Heart Drug Doesn't Cut Bypass Complications

Acadesine does not lower risk of stroke or death after bypass surgery

/ Author:  / Reviewed by: Joseph V. Madia, MD

(RxWiki News) An experimental medication designed to protect the heart from injury during coronary artery bypass surgery does not appear to reduce serious complications including stroke or dying.

Though the large Merck-funded prospective study did not find experimental drug acadesine to be beneficial, the research did reveal that fewer bypass patients are suffering complications.

"Follow your cardiologist's instructions after bypass surgery."

Mark F. Newman, MD, chairman of the Department of Anesthesiology at Duke University Medical Center and lead author of the study, said researchers had expected that about 10 percent of patients were at high risk of complications following bypass surgery. However, they found the actual risk was 5 percent.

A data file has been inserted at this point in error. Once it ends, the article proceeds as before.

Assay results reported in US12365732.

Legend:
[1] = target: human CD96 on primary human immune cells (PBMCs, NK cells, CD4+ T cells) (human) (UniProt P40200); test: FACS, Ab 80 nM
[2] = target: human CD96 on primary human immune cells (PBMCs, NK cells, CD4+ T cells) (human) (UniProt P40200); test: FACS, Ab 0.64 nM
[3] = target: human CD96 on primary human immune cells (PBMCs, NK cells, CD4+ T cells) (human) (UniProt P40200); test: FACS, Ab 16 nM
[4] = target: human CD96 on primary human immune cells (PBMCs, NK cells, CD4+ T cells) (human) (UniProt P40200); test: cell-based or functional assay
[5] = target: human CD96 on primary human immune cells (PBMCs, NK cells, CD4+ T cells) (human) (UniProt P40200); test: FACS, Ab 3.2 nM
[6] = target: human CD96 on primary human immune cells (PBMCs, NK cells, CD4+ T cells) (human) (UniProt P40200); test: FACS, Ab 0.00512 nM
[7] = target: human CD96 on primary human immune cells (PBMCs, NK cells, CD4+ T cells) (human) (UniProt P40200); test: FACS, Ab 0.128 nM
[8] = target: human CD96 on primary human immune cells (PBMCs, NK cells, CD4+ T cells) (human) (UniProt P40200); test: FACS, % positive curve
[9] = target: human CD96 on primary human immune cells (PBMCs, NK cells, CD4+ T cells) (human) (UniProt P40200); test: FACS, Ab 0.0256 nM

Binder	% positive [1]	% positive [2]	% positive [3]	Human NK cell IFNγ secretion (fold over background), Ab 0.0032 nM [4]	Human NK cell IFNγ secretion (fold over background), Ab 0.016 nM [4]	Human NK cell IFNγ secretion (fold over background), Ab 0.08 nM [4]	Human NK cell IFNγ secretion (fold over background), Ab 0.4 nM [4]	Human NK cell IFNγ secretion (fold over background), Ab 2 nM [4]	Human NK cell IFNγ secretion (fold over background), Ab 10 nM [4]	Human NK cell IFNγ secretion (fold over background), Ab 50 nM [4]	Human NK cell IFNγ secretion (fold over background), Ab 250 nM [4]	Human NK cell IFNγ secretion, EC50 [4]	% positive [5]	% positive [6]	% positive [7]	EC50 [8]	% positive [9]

Despite the finding that fewer patients experience bypass complications, the phase III trial did not determine that the medication reduced the rate of complications.

Previous small studies had suggested that acadesine given before, during and after surgery could reduce inflammation that causes cell death following oxygen deprivation. Most of those studies occurred before 1997 when the complication rate associated with bypass surgery was higher.

During the current trial researchers enrolled 3,080 bypass patients from 300 medical centers in seven countries. Participants were randomly assigned to receive either acadesine or an inactive drug. They were followed for one month.

Patients taking acadesine did not fare better than patients taking a placebo, with 5 percent of patients from both groups experiencing a severe event such as a stroke or death within the first month after treatment. The study was halted early based on the preliminary findings.

Dr. Newman expressed disappointment that the drug did not benefit patients, but noted that tremendous strides have been made in other areas, allowing older and sicker individuals to safely undergo heart surgery with good outcomes.

Some of the study's authors, including Newman, received grant funds, consulting fees or travel reimbursement from Schering-Plough/Merck, manufacturer of the drug.

The study was published in the July 11 issue of the Journal of the American Medical Association.

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Review Date: 
July 11, 2012
Last Updated:
July 13, 2012